There are many amazing heroes of the Texas Revolution. William B. Travis, Sam Houston, and James Fannin are rightfully enshrined in the chronicles of Texan history. But, what about George Webb Slaughter?
It was Slaughter who carried clandestine correspondence from Gen. Houston to the Texas troops who were under siege. With great stealth, George negotiated the enemy lines, to inform Travis at the Alamo and Fannin at Goliad.
Later, Sam Houston commissioned Slaughter to be Chief of Scouts, and even trusted him to carry wages and personal mail to the soldiers. Sam knew that if the message needed to get through, George was the man to call.
Born in Mississippi in 1811, Slaughter moved with his parents to Texas in 1830. His father was a seasoned military man who had fought in the Battle of New Orleans with Gen. Andrew Jackson in the War of 1812. The family settled on acreage in East Texas, and was quickly embroiled in the tension between the new immigrants and the Mexican government.
At 19 years of age, George joined with a group of about 500 protesters to resist the tyranny of the state church. Since the government would only sanction the Catholic church, Protestant clergymen who led Bible studies were quickly jailed. The settlers marched on the jail and were soon fighting for their lives. During this time, Slaughter met Sam Houston.
Houston liked George, and asked him to haul his extensive legal library to Nacogdoches. This was the beginning of a life-long friendship with Houston, and a lucrative freighting business. Along the way, Slaughter saw his share of battles including the historic “Grass Fight” on Nov. 26, 1835, and the Cherokee wars of 1839. His later years were given to ranching in West Texas and long cattle drives to the mid-West.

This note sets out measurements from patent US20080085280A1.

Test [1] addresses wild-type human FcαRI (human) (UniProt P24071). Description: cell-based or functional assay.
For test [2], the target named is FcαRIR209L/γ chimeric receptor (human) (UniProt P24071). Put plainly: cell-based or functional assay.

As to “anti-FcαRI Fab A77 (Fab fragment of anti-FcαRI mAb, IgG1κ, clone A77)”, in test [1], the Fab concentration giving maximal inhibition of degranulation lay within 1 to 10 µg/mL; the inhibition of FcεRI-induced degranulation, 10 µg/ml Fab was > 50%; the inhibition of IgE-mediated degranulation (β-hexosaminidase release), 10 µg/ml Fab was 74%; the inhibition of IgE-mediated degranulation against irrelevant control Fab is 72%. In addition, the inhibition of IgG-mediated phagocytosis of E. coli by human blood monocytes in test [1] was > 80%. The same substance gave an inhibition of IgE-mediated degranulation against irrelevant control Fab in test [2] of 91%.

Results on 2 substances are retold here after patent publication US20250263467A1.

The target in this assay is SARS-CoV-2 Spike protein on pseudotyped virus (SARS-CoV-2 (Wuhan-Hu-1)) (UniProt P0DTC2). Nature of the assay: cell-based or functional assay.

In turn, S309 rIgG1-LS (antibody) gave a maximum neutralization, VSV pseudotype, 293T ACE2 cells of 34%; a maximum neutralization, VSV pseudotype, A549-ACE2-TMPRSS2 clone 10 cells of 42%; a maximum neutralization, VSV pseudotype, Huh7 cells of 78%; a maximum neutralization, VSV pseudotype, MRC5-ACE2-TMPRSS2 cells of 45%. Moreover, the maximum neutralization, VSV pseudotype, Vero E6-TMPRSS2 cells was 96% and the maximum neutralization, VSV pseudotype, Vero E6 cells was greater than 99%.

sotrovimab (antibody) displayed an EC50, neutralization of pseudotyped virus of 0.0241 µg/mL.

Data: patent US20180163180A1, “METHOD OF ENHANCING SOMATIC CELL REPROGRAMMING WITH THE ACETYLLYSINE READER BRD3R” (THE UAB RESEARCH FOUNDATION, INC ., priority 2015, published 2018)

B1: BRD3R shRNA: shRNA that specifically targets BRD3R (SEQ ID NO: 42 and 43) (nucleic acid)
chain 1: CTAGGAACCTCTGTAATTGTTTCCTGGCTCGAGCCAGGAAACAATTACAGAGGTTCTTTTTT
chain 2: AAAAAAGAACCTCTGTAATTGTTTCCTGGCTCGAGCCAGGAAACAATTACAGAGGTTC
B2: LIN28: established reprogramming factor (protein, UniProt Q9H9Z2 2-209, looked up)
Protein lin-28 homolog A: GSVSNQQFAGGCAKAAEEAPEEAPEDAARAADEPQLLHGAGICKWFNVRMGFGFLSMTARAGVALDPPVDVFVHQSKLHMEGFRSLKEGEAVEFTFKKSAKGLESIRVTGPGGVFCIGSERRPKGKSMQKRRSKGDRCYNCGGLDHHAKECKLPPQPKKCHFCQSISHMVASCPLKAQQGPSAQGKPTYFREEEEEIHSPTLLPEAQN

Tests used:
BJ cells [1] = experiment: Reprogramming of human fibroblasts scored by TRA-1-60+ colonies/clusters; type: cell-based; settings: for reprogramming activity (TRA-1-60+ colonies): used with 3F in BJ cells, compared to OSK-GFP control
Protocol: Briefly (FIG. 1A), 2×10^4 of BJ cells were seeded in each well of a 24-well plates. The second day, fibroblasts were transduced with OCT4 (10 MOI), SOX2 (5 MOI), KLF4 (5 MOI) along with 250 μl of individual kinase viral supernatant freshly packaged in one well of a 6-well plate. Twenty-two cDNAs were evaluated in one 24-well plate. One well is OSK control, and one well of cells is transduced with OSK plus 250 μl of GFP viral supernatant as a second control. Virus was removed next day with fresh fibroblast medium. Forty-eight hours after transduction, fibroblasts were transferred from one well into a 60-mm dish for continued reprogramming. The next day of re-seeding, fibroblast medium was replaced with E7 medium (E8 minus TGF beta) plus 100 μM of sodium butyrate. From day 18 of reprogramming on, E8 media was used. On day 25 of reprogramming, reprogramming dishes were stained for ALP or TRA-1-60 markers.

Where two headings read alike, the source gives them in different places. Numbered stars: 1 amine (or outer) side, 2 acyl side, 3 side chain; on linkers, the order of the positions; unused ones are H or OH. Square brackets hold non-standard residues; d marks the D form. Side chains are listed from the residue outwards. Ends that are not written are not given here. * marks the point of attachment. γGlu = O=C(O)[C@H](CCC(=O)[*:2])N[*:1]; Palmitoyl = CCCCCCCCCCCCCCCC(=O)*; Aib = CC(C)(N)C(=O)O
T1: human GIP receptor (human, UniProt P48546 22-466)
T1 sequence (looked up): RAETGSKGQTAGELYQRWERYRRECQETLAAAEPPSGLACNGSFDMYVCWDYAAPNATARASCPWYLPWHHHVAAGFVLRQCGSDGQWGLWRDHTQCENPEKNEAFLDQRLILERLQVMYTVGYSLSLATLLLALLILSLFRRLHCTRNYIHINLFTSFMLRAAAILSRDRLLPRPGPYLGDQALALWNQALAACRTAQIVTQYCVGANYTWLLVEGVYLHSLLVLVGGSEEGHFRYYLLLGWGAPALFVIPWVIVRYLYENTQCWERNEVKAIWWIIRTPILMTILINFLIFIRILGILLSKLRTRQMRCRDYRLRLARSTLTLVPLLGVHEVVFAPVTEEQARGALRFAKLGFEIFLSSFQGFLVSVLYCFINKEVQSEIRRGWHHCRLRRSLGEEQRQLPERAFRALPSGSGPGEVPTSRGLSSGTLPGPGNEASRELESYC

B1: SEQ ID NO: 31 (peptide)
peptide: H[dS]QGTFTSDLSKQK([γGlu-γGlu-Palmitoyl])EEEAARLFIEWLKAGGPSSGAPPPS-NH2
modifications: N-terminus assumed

As a young man, George made his commitment to Christ in a Methodist church, and became a bold witness of the Gospel. Slaughter said, “I was convinced of being a lost sinner in God's sight, and by his grace was happily converted, which I have never doubted." Later George was ordained with the Baptists, and reportedly personally baptized over 3,000 people in water, and ordained hundreds of new ministers.
After moving to West Texas, Slaughter would often ride his horse from town to town holding church services. He would always carry two six-shooters and a carbine rifle for protection against Indian attacks. In most services, George would place his pistol on the pulpit as he preached, and most of the congregation was armed and ready for any conflict.
The family reported that at his death, Slaughter gave a strong testimony of his faith in God and his longing to spend Eternity with Christ. George Webb Slaughter was a courageous Christian and a true Texas hero. Salute!